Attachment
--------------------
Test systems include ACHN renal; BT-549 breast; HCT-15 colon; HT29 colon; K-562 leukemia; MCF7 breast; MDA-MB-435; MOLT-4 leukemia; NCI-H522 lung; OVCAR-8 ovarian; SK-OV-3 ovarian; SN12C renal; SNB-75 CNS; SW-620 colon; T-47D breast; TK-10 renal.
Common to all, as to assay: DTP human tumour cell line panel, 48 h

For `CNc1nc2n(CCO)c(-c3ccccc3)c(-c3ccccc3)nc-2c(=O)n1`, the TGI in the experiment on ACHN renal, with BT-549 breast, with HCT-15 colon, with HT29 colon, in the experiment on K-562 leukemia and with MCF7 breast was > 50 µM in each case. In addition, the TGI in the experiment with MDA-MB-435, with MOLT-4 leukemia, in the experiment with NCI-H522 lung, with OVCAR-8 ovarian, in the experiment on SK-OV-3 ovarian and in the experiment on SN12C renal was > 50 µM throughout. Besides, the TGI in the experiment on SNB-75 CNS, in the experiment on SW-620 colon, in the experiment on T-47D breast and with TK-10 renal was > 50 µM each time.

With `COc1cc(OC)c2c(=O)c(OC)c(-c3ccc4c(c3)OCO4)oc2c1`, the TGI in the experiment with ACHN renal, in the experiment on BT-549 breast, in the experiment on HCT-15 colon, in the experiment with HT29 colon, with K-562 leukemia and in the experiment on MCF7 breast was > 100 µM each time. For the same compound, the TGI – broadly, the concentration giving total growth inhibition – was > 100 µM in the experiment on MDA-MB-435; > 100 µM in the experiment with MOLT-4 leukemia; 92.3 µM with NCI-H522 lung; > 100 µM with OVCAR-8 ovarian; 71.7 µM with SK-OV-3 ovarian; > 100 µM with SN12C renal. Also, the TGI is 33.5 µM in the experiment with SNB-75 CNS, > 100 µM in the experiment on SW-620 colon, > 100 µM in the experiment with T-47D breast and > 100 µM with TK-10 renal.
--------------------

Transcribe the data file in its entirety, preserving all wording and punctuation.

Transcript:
Test systems include ACHN renal; BT-549 breast; HCT-15 colon; HT29 colon; K-562 leukemia; MCF7 breast; MDA-MB-435; MOLT-4 leukemia; NCI-H522 lung; OVCAR-8 ovarian; SK-OV-3 ovarian; SN12C renal; SNB-75 CNS; SW-620 colon; T-47D breast; TK-10 renal.
Common to all, as to assay: DTP human tumour cell line panel, 48 h

For `CNc1nc2n(CCO)c(-c3ccccc3)c(-c3ccccc3)nc-2c(=O)n1`, the TGI in the experiment on ACHN renal, with BT-549 breast, with HCT-15 colon, with HT29 colon, in the experiment on K-562 leukemia and with MCF7 breast was > 50 µM in each case. In addition, the TGI in the experiment with MDA-MB-435, with MOLT-4 leukemia, in the experiment with NCI-H522 lung, with OVCAR-8 ovarian, in the experiment on SK-OV-3 ovarian and in the experiment on SN12C renal was > 50 µM throughout. Besides, the TGI in the experiment on SNB-75 CNS, in the experiment on SW-620 colon, in the experiment on T-47D breast and with TK-10 renal was > 50 µM each time.

With `COc1cc(OC)c2c(=O)c(OC)c(-c3ccc4c(c3)OCO4)oc2c1`, the TGI in the experiment with ACHN renal, in the experiment on BT-549 breast, in the experiment on HCT-15 colon, in the experiment with HT29 colon, with K-562 leukemia and in the experiment on MCF7 breast was > 100 µM each time. For the same compound, the TGI – broadly, the concentration giving total growth inhibition – was > 100 µM in the experiment on MDA-MB-435; > 100 µM in the experiment with MOLT-4 leukemia; 92.3 µM with NCI-H522 lung; > 100 µM with OVCAR-8 ovarian; 71.7 µM with SK-OV-3 ovarian; > 100 µM with SN12C renal. Also, the TGI is 33.5 µM in the experiment with SNB-75 CNS, > 100 µM in the experiment on SW-620 colon, > 100 µM in the experiment with T-47D breast and > 100 µM with TK-10 renal.